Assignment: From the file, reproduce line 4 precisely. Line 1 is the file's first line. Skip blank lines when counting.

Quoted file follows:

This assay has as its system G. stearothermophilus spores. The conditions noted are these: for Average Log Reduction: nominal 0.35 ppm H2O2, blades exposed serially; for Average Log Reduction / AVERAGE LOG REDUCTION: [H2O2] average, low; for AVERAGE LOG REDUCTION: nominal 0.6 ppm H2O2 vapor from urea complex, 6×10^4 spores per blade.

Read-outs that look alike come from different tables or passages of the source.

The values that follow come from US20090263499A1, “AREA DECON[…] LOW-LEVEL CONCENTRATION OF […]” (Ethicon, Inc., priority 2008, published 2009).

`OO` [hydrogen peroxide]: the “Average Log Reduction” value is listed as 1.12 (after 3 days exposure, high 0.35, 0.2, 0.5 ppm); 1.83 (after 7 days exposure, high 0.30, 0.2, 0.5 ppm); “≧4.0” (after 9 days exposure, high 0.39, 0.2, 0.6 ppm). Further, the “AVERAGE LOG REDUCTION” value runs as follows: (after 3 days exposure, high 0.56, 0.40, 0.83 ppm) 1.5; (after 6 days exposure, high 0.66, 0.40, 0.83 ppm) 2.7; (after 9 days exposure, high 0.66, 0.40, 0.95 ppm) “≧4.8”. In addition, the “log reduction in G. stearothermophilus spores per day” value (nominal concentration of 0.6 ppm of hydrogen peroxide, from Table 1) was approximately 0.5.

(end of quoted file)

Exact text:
`OO` [hydrogen peroxide]: the “Average Log Reduction” value is listed as 1.12 (after 3 days exposure, high 0.35, 0.2, 0.5 ppm); 1.83 (after 7 days exposure, high 0.30, 0.2, 0.5 ppm); “≧4.0” (after 9 days exposure, high 0.39, 0.2, 0.6 ppm). Further, the “AVERAGE LOG REDUCTION” value runs as follows: (after 3 days exposure, high 0.56, 0.40, 0.83 ppm) 1.5; (after 6 days exposure, high 0.66, 0.40, 0.83 ppm) 2.7; (after 9 days exposure, high 0.66, 0.40, 0.95 ppm) “≧4.8”. In addition, the “log reduction in G. stearothermophilus spores per day” value (nominal concentration of 0.6 ppm of hydrogen peroxide, from Table 1) was approximately 0.5.